The carnival of 2021 of Rio de Janeiro was unprecedently cancelled due to the COVID-19 pandemic, and the city administration knew it would have to enforce the decision and convince residents to avoid celebrating despite the restrictions. Importantly, officials had the support of the samba schools and the blocos of street carnival, and the blocos organized a manifesto and campaign declaring that in 2021 carnival would be “at home.” While many scholars have shown how street music can mobilize revelers, this article shows that the blocos of Rio’s street carnival also have the capacity to demobilize them. Their campaign drew on familiar carnivalesque and Brazilian tropes to rationalize a biopolitical message of civic responsibility, respect for life, and resistance to virus denialism. They played on long-standing Brazilian tropes of carnival as an ephemeral moment whose presence is fleeting and soon experienced as saudade, or nostalgia. I explore various manifestations of the campaign, including its manifestos and arguments, as well as some of the alternatives that were offered, such as virtual carnival performances and new carnival songs adapted to the situation. By inverting their traditional demands to occupy the streets and instead limiting festivity to domestic space, the blocos framed their plea not as a departure from carnival tradition, but as fundamentally carnivalesque. I argue that classic carnival theories are best understood as performative rather than an explanatory; that is, it is how carnival practitioners deploy the carnivalesque tropes of inversion as elements of a persuasive discourse that is my focus.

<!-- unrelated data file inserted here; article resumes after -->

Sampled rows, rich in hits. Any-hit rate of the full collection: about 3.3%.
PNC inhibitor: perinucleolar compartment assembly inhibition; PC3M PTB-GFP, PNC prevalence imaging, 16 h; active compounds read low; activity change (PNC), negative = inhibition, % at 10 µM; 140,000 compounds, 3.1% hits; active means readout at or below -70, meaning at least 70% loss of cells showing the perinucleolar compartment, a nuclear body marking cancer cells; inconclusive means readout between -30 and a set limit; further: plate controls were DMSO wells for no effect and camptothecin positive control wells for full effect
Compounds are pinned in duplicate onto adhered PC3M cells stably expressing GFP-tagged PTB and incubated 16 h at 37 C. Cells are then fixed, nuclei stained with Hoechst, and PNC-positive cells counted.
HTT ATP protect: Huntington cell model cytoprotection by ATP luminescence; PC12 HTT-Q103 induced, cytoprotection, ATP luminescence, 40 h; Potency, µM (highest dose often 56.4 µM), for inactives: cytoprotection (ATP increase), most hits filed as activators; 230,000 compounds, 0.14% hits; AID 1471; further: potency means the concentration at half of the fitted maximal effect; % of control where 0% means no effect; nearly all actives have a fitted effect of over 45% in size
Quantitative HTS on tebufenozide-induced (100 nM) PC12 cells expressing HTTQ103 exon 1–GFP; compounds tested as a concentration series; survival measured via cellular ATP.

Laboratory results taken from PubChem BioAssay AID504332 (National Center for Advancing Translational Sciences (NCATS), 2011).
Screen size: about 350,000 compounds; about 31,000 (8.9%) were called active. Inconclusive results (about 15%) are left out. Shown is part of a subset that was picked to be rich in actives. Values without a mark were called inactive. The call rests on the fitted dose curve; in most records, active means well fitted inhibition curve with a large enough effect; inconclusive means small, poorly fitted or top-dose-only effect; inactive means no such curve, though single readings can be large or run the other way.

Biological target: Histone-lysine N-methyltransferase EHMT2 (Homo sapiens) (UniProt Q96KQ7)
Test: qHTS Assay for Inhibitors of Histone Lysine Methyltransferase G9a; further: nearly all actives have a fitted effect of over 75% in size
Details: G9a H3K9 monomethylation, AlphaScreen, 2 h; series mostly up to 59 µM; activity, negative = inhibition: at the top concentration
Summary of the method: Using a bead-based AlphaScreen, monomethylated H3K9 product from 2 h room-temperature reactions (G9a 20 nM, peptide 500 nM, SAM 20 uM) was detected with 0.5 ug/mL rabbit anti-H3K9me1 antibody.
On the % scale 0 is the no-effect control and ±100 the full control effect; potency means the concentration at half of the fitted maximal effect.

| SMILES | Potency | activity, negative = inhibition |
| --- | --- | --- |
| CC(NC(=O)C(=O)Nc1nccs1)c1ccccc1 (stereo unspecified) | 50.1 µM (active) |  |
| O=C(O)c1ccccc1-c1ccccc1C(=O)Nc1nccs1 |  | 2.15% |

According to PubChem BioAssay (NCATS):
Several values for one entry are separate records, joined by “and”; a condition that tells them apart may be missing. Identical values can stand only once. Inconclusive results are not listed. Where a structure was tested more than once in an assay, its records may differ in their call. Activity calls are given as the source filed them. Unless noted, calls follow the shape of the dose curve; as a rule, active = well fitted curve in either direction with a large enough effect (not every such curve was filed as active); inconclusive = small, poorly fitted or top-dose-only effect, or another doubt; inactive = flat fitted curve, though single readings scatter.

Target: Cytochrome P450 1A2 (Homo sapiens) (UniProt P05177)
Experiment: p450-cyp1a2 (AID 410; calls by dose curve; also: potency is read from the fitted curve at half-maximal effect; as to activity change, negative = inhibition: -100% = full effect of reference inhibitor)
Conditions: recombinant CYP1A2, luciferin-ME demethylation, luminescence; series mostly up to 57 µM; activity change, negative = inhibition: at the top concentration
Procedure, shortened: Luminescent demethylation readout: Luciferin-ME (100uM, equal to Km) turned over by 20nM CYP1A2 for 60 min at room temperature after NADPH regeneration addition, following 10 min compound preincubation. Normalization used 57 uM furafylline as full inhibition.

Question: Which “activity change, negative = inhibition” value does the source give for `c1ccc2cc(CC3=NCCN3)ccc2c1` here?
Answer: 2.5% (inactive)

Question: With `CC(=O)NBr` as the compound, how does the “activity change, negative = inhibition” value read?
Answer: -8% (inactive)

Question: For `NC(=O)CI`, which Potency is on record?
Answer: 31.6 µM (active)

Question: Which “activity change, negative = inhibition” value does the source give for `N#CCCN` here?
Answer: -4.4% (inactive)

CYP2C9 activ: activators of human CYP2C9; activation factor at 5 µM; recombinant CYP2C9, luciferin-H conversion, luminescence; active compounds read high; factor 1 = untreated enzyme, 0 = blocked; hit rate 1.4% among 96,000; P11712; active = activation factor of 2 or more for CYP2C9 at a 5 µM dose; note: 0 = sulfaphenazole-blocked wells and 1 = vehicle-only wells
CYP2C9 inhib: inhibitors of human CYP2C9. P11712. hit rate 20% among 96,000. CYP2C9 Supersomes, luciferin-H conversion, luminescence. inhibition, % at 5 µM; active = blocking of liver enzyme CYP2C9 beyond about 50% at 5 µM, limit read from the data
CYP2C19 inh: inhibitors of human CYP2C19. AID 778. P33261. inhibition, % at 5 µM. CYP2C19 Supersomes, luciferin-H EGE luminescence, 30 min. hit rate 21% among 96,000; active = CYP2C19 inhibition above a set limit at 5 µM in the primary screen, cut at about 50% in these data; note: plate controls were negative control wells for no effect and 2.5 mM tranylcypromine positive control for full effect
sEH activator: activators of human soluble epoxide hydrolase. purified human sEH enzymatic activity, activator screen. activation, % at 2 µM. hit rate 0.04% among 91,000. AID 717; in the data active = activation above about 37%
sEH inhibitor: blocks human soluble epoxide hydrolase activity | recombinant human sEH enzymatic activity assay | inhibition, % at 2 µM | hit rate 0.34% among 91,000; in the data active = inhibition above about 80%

- Rio de Janeiro
- Festivity theory